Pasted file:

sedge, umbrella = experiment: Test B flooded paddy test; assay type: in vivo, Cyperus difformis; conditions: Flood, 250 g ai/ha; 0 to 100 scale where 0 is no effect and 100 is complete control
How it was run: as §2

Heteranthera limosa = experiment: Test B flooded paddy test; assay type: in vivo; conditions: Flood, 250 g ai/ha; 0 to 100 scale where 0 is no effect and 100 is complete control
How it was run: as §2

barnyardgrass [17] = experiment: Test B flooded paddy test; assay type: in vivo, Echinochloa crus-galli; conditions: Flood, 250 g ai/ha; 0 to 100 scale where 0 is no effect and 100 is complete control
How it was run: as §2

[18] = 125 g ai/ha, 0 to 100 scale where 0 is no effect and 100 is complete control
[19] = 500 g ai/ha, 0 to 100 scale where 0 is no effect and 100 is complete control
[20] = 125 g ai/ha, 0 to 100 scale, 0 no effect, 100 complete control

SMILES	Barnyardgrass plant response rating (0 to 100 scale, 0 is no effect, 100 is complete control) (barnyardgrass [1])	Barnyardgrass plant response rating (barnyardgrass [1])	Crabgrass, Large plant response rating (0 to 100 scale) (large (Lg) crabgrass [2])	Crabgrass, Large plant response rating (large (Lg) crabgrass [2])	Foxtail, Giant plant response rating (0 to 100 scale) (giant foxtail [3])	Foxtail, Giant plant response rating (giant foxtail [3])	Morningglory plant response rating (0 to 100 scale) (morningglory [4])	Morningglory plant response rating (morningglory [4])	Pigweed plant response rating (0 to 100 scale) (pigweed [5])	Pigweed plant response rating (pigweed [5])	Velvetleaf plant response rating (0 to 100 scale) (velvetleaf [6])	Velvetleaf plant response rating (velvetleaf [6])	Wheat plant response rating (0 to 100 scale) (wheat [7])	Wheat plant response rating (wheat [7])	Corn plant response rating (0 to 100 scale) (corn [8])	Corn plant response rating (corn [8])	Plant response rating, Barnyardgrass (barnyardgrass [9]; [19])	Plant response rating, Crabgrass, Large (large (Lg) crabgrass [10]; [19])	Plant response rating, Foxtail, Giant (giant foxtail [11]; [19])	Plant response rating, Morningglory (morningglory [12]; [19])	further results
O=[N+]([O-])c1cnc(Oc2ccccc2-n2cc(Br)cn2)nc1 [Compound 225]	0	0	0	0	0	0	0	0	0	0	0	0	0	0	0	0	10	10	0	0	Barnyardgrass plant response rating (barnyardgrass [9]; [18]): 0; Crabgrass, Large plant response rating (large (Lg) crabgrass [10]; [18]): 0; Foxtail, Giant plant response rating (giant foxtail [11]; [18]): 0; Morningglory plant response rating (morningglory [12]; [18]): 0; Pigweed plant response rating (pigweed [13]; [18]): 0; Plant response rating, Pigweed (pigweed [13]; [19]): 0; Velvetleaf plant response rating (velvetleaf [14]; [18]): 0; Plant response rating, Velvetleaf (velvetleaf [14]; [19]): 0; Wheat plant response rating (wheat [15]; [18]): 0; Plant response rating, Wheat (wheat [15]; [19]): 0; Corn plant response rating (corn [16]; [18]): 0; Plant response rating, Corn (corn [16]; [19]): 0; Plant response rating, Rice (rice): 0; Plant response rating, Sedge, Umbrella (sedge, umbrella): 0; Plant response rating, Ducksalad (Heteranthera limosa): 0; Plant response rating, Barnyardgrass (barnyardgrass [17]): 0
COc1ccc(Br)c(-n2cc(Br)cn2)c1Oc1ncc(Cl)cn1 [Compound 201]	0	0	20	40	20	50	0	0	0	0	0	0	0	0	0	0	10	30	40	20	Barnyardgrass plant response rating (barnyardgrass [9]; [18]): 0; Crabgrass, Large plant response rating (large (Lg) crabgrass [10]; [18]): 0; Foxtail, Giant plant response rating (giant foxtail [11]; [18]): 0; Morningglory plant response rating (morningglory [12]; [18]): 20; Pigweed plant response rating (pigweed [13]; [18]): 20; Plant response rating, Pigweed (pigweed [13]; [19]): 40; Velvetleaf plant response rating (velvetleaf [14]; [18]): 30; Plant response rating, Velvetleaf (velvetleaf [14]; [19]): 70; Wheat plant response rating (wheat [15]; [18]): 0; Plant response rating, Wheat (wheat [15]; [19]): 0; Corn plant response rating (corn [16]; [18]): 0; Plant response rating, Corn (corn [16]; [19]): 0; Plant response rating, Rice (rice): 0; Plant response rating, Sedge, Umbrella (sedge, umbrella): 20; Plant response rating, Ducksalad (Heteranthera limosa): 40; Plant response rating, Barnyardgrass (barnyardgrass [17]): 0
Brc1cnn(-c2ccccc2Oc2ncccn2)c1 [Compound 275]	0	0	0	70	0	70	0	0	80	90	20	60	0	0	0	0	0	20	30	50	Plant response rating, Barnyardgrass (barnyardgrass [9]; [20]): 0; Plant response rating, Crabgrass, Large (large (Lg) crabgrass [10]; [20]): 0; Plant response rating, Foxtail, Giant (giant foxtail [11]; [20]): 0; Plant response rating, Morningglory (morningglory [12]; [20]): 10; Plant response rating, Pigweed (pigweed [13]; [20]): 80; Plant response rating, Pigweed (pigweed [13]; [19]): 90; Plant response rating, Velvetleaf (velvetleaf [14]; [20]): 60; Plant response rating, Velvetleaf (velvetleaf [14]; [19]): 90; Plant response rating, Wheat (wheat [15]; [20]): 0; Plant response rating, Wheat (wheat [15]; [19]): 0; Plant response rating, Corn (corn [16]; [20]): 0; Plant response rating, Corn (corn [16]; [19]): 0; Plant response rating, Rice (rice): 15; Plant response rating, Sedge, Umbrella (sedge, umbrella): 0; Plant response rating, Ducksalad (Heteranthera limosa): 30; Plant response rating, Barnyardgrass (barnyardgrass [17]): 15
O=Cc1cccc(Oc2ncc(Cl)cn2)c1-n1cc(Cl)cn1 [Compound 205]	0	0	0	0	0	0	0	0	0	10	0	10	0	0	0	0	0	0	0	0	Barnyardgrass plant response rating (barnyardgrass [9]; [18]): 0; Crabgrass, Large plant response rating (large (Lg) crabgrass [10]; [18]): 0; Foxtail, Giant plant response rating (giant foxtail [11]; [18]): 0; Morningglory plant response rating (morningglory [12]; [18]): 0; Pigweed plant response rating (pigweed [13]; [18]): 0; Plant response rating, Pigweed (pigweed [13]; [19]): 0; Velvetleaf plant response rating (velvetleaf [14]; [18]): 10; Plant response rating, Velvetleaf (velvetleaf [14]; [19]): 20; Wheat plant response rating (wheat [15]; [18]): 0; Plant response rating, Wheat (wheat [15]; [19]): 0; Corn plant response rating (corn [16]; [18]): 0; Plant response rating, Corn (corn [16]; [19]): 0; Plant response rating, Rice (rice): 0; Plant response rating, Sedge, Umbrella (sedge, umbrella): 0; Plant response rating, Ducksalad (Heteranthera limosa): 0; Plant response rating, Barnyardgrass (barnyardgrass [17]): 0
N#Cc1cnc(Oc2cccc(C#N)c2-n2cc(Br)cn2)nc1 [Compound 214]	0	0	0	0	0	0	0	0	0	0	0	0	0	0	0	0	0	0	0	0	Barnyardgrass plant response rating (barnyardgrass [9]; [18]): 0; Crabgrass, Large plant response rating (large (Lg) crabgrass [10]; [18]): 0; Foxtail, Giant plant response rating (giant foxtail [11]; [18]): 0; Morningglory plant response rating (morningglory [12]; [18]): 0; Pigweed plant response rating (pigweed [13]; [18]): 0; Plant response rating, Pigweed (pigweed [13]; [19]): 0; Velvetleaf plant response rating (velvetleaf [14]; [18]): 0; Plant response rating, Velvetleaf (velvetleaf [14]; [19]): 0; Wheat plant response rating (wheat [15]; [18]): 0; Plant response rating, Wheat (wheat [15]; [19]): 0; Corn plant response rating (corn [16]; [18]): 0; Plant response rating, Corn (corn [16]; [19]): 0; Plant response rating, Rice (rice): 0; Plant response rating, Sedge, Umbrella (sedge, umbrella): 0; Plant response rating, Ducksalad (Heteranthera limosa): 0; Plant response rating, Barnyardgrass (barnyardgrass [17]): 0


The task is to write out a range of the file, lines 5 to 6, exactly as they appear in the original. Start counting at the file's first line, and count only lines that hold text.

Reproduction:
barnyardgrass [17] = experiment: Test B flooded paddy test; assay type: in vivo, Echinochloa crus-galli; conditions: Flood, 250 g ai/ha; 0 to 100 scale where 0 is no effect and 100 is complete control
How it was run: as §2